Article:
Communication with your patients is one of the most important parts of your professional relationship. When you have an open and honest conversation with patients about their dental needs and care, they’ll be proud to share with the world that you’re THE dentist to go to. When that time comes, we believe that patient reviews will help you establish a strong and reliable online presence and provide numerous benefits to your business.
One thing we do understand is that it can be tough to ask a patient for a review. It feels as though you’re bothering someone when you go to ask, which can even sway their feelings about their experience at your office. Below, we’ve listed some helpful and encouraging methods that your practice can utilize to get patients to leave reviews.
- Send an Email, but Make It Personal: Nothing turns off a patient more than a generic, auto-responded email. An introduction like “Dear Valued Patient” sends off warning signs that this notification was sent to hundreds of others and it doesn’t have the same personal and warming effect. Make a note of their name, a summary of their appointment, and the note that a thoughtful review would be grateful.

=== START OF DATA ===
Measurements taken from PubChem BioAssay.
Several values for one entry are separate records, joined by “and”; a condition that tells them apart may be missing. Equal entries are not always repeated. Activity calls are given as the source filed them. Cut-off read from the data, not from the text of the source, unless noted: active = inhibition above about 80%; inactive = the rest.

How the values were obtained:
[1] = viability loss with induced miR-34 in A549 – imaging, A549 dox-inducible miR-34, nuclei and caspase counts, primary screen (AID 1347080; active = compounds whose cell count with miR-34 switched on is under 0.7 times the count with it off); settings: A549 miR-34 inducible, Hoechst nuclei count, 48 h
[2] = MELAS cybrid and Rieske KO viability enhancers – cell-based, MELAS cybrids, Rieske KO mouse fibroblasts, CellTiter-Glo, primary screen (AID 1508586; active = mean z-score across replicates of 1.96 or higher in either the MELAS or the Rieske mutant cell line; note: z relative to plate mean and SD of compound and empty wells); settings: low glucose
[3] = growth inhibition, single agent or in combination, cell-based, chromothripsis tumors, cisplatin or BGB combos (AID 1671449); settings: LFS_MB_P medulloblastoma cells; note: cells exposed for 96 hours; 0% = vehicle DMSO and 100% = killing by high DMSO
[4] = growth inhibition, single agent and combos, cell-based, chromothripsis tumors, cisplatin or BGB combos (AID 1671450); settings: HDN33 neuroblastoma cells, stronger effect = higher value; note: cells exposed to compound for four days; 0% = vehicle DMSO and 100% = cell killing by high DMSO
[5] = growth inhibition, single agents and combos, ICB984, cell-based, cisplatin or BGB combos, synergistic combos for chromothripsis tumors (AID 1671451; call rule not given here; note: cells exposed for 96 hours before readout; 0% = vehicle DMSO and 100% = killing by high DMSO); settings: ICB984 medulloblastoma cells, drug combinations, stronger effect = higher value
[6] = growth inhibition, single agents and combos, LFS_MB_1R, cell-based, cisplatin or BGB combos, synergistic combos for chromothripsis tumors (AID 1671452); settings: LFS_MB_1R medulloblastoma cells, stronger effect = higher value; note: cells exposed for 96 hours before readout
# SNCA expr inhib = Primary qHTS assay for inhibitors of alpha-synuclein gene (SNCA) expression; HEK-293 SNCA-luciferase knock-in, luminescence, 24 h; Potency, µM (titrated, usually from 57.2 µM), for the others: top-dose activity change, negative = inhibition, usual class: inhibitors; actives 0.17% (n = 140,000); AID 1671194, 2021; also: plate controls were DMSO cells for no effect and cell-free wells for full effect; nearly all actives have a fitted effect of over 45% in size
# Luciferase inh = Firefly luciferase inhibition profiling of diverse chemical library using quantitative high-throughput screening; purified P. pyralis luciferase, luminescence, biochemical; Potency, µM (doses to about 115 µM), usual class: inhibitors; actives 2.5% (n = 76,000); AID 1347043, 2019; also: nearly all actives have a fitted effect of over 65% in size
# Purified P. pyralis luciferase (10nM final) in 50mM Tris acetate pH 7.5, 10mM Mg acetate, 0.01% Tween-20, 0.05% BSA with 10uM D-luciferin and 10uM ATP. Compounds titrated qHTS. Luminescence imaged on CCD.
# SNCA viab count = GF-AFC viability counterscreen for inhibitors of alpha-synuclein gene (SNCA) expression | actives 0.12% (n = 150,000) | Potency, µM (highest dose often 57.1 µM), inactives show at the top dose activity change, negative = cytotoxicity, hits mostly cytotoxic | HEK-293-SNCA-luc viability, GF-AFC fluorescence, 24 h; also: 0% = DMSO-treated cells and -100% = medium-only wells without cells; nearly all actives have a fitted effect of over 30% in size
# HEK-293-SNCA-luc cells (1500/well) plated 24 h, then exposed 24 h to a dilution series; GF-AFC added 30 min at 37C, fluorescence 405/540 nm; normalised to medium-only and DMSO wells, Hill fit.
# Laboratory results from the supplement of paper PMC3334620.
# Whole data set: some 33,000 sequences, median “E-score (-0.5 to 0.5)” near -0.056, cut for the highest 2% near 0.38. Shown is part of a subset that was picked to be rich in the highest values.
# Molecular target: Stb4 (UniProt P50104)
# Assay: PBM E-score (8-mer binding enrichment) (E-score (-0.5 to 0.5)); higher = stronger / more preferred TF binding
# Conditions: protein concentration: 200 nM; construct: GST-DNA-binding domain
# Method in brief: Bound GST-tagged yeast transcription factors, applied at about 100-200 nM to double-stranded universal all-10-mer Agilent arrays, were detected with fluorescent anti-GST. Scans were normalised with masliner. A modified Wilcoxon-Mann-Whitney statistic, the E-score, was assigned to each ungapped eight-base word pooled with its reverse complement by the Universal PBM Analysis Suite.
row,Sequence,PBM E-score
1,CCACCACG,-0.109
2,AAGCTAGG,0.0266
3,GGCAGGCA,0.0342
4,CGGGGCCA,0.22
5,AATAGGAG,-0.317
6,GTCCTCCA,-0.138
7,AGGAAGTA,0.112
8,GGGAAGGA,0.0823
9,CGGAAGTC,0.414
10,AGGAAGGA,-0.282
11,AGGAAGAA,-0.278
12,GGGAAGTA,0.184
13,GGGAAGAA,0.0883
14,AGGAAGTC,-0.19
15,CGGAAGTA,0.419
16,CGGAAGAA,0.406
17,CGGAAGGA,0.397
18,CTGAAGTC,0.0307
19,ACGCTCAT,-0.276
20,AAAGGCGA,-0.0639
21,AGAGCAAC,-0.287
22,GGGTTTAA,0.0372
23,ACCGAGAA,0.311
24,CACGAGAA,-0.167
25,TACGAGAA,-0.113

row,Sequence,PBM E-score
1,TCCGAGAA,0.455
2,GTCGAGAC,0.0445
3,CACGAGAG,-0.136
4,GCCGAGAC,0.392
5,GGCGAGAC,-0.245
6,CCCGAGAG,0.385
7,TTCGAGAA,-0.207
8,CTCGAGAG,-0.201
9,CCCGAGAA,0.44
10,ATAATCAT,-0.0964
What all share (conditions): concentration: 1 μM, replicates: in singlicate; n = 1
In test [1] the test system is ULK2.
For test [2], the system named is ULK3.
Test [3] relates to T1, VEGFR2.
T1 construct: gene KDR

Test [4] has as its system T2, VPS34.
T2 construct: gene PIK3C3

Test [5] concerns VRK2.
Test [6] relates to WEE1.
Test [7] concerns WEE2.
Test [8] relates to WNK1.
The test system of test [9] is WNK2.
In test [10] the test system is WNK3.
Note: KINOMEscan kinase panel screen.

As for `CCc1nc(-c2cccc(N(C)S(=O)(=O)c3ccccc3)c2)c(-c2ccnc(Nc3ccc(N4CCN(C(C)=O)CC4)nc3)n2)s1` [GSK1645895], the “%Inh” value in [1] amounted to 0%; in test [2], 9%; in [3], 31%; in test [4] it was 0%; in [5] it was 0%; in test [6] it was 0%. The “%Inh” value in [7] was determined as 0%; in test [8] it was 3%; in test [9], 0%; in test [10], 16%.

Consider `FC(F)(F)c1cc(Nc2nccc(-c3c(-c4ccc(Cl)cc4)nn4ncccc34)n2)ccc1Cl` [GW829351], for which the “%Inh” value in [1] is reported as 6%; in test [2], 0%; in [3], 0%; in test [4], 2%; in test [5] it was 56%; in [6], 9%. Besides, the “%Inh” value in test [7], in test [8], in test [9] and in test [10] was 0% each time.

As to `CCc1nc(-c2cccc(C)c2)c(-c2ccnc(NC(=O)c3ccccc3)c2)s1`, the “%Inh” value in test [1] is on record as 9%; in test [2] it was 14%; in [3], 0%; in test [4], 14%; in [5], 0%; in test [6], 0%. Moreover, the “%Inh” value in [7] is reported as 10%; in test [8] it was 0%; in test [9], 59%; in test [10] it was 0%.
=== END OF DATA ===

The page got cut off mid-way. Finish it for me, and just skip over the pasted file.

- Ask for a Review While Your Patient is Still in the Office: Sending feedback emails that is over a week old will only lessen your chances of getting that review. Make sure the appointment is fresh in the patient’s mind when you mention the review, so they’ll know exactly what they want to say.
- Don’t Ask Just Everyone – Target a Small, Familiar Number of Patients: If you ask every patient who comes through your door to leave you a review, you could very well get one – but it may not say something nice! Write down a small list of patients that you’ll be seeing throughout the day and ask if they have a moment to write about their time with your practice.
- Be Specific! When you prompt a patient to leave a review, give them a little bit of a push to help guide their way with a question regarding your business. What did your hygienist do to make their cleaning efficient? How was your office manager when the patient checked in and out? Their response will be more genuine and well thought out.